Girls Who Code: Closing The Gender Gap In The Computer Science Field

Maya Hogan, Staff Writer

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 From a young age girls are taught to be perfect, always have straight As, never act “unladylike,” and to leave the recklessness to the boys. It is expected for boys to do, then think after, while girls prove to be quite the opposite;the ways both boys and girls are supposed to act are directed from a young age, carried into adulthood, and further dragged into their career pathways. 

Reshma Saujani, the founder of the non-profit organization, Girls who Code, is working to change this by teaching young girls how to computer code in order to give them a leg up in the real world; by sparking a drive to learn about technology in the minds of children, the gender gap in computer science careers will become smaller as the numerous generations of coders are released into the world.  

There is a desperate need to change the way both boys and girls are expected to do or act, by changing the stereotype th
at boys have to be reckless while girls must be perfect, the fear of failure in young girls will decrease and their interests will change. If driven in the right direction their mind sets can be formed to want to learn more about coding and programming. Girls can be shaped at a young age to love technology just as boys tend to. This will influence the career pathways they choose as adults, and help change  the stereotype of a typical computer programmer.

According to Saujani, the start of this movement to a gap free world in this particular field began through her time as an activist, “I came to this movement through my work in activism- In 2010, I quit my job and I decided to run for Congress. And then I lost. Badly. But that’s how I started Girls Who Code. During my first campaign, I visited a lot of New York City public schools, where I saw computer labs full of boys learning to code. No girls in sight. That pissed me off, and I wanted to do something about it.”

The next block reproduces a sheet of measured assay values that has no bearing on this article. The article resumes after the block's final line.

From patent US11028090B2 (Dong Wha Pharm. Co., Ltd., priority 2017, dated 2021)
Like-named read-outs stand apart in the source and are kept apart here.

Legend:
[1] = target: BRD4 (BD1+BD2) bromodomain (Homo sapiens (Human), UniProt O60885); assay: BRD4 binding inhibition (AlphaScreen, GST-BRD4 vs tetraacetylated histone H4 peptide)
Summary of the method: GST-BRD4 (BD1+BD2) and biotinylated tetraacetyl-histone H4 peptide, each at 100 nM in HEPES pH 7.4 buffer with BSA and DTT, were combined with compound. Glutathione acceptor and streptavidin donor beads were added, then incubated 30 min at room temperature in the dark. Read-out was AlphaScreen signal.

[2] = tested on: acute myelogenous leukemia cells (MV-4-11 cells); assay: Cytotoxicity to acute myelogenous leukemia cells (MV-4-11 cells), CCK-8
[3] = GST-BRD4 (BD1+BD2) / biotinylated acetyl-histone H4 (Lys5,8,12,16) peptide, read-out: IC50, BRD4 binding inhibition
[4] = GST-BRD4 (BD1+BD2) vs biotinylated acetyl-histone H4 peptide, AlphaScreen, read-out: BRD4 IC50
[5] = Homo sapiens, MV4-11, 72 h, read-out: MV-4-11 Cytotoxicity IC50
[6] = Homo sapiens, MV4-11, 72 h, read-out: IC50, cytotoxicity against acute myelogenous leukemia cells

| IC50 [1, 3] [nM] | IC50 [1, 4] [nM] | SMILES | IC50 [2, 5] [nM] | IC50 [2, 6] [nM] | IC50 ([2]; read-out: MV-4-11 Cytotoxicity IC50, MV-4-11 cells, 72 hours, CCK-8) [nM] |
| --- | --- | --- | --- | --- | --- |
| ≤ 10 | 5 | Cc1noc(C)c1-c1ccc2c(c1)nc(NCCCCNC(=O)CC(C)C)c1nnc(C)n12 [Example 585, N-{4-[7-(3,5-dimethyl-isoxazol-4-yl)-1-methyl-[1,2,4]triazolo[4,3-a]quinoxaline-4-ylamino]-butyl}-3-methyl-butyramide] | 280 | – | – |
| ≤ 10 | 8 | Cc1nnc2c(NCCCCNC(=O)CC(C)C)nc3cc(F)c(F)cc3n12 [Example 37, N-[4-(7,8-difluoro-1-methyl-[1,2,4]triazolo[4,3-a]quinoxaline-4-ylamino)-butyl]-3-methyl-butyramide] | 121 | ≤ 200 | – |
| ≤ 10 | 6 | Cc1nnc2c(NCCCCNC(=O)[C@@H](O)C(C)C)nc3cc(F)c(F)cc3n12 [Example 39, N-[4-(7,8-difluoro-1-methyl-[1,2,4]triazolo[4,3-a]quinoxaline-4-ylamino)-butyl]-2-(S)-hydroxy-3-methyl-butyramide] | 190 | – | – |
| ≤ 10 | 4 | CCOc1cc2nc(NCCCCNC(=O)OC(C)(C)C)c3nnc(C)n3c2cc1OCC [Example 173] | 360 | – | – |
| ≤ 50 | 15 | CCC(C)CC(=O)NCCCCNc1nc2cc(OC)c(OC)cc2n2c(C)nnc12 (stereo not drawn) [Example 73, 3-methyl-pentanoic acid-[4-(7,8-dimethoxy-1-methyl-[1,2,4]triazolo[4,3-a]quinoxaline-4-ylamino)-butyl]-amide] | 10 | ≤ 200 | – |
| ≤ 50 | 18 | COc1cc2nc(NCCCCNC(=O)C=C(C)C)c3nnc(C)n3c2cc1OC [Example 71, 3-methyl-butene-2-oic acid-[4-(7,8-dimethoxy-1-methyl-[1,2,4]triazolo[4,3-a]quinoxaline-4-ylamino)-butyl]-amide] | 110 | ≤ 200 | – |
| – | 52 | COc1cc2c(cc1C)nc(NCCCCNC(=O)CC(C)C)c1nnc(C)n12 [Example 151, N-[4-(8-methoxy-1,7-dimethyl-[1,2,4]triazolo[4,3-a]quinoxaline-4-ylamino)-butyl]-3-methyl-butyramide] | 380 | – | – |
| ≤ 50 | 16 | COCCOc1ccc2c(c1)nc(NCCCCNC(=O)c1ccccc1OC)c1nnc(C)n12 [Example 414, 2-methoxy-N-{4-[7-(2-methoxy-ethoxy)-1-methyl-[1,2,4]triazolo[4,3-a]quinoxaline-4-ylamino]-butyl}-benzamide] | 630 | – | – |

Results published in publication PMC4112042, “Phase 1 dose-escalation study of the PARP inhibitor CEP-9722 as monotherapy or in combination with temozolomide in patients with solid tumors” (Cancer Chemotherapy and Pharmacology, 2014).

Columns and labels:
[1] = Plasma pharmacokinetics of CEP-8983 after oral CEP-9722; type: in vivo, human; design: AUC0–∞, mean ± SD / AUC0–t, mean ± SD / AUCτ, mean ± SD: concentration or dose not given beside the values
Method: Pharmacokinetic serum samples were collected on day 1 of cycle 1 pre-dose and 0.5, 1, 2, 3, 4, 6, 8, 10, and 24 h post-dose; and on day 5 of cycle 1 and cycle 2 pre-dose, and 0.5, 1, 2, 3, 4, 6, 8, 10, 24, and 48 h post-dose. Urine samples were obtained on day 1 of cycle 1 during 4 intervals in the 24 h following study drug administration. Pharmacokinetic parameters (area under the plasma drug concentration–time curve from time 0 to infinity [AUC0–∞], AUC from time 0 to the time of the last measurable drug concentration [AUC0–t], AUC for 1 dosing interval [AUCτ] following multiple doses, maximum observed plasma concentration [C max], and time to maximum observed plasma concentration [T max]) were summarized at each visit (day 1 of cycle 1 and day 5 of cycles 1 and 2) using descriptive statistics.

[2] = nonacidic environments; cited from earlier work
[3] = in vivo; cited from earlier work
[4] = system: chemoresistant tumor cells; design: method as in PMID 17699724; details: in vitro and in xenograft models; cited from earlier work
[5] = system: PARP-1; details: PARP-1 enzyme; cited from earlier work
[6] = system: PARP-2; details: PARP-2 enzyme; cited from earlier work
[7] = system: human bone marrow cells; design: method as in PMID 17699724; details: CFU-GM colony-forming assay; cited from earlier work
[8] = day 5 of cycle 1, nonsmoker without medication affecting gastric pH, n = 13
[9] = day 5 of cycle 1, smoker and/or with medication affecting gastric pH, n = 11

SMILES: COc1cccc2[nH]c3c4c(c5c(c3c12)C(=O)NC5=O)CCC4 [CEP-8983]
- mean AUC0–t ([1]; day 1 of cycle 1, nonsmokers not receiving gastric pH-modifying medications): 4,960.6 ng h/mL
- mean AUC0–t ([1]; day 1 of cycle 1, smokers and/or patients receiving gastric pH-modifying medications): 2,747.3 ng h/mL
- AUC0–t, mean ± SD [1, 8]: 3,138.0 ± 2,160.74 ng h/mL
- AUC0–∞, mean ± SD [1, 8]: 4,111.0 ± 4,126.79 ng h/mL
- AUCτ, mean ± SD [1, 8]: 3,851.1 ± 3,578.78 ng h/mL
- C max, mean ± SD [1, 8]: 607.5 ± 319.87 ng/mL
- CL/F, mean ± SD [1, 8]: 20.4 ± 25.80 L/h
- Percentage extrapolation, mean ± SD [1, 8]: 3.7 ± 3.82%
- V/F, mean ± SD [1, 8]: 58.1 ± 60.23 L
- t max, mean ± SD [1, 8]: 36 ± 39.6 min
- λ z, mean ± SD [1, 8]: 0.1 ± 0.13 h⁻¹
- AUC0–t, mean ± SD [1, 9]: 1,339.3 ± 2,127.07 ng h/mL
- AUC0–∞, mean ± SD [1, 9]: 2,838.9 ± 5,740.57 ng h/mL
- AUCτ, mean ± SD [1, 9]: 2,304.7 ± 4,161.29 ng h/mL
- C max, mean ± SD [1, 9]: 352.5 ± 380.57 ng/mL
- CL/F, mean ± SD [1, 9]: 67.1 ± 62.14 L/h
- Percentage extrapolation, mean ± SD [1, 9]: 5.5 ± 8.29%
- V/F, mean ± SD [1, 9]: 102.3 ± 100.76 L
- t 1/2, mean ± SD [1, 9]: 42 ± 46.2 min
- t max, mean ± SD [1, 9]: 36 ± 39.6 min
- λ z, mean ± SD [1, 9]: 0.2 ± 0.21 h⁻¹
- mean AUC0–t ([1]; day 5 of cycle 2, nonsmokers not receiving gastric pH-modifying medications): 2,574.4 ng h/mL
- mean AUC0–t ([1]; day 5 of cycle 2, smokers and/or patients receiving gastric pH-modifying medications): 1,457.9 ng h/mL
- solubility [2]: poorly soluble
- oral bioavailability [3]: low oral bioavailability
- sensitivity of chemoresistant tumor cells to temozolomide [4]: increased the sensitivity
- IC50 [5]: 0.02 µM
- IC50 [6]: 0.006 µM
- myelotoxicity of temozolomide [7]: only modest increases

“I didn’t ask anyone for permission. I didn’t even bother to learn how to code. I just went for it. I called up a friend who lent me some office space, and that summer we brought 20 girls from New York City together for seven weeks and taught them how to code. Five years later, we’ve taught 40,000 girls in all 50 states—effectively quadrupling the talent pipeline.”

If you ask someone to tell you about the role gender has played in the history of  computing and programming, most likely the response you’ll get will be about how the important innovations and contributions to computer science have been brought by “extraordinary men” such as Steve Jobs, Bill Gates, Sergey Brin, Larry Page, or Mark Zuckerberg. The only problem with this idea that men were and are the “creators” of the computing world, is that it could not be further from the truth. Women get almost no credit for their work in this field, despite that at one point, the entire computer industry was dominated by women.

Computer design, maintenance, and innovations in tech were traditionally female careers during the 40s and 50s. Women even aided the production of war machines which were computers that specialized in decoding enemy communications. The social structure of the computing industry switched gears and men began to take over almost all aspects of computer science, and the stereotype of a lazy man sitting at a computer all day in his basement was born as the way programming was viewed.

For example, an anonymous source claims, “At Dell EMC women are not hired to work in the actual computer science field, they are typically hired for management and marketing positions.” The reason behind this is solely because of the mass overpowering of male figures in the tech field; Although women make up some of the work force in the management and marketing branches, there is a huge need for women to bleed into the programming, design, continuity, and innovation aspects as well.

One of the largest gender gaps is one with the most high demand and high paying careers. The computer science field is typically run by the male figure, and women are left behind, but Girls Who Code is dedicated to changing things up and evening out the playing field for both genders. Currently, women possess only 18 percent of this workforce when they should at least control half of it.

As a way to inspire people to learn how to code, Reshma has published 3 main books called Women Who Don’t Wait in Line, Girls Who Code: Learn to Code and Change the World, Friendship Code #1, and she is in the midst of writing Brave Not Perfect. According to the founder of Girls Who Code,“I have had so many girls say to me,’I’m the only girl in my computer science class. And after a couple of weeks, I didn’t want to be the only girl in my computer science class.’ So part of why we wrote these books was to change what a computer scientist looks like, to make it fun, to make it interesting. And the only way you change the misogyny and sexism that you’re seeing in the Valley is pure infiltration. Numbers, numbers, numbers. You need to create a critical mass. And I think that we can do that. I think we can do it in less than a decade.”